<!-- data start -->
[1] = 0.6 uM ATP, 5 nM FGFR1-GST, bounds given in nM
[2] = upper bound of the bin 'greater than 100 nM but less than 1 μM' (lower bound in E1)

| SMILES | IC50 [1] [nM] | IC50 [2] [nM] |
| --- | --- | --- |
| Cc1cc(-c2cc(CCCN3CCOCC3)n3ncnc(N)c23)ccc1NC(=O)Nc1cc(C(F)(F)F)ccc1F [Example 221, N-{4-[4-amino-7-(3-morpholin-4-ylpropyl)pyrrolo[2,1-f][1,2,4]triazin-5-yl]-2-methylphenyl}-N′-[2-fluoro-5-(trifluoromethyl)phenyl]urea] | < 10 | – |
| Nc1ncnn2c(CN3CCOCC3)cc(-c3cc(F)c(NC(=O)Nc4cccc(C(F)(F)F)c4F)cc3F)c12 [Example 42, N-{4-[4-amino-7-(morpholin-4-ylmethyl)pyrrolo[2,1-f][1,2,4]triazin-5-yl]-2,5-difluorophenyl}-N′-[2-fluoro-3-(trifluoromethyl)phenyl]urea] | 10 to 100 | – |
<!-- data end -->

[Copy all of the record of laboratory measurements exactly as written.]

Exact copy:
[1] = 0.6 uM ATP, 5 nM FGFR1-GST, bounds given in nM
[2] = upper bound of the bin 'greater than 100 nM but less than 1 μM' (lower bound in E1)

| SMILES | IC50 [1] [nM] | IC50 [2] [nM] |
| --- | --- | --- |
| Cc1cc(-c2cc(CCCN3CCOCC3)n3ncnc(N)c23)ccc1NC(=O)Nc1cc(C(F)(F)F)ccc1F [Example 221, N-{4-[4-amino-7-(3-morpholin-4-ylpropyl)pyrrolo[2,1-f][1,2,4]triazin-5-yl]-2-methylphenyl}-N′-[2-fluoro-5-(trifluoromethyl)phenyl]urea] | < 10 | – |
| Nc1ncnn2c(CN3CCOCC3)cc(-c3cc(F)c(NC(=O)Nc4cccc(C(F)(F)F)c4F)cc3F)c12 [Example 42, N-{4-[4-amino-7-(morpholin-4-ylmethyl)pyrrolo[2,1-f][1,2,4]triazin-5-yl]-2,5-difluorophenyl}-N′-[2-fluoro-3-(trifluoromethyl)phenyl]urea] | 10 to 100 | – |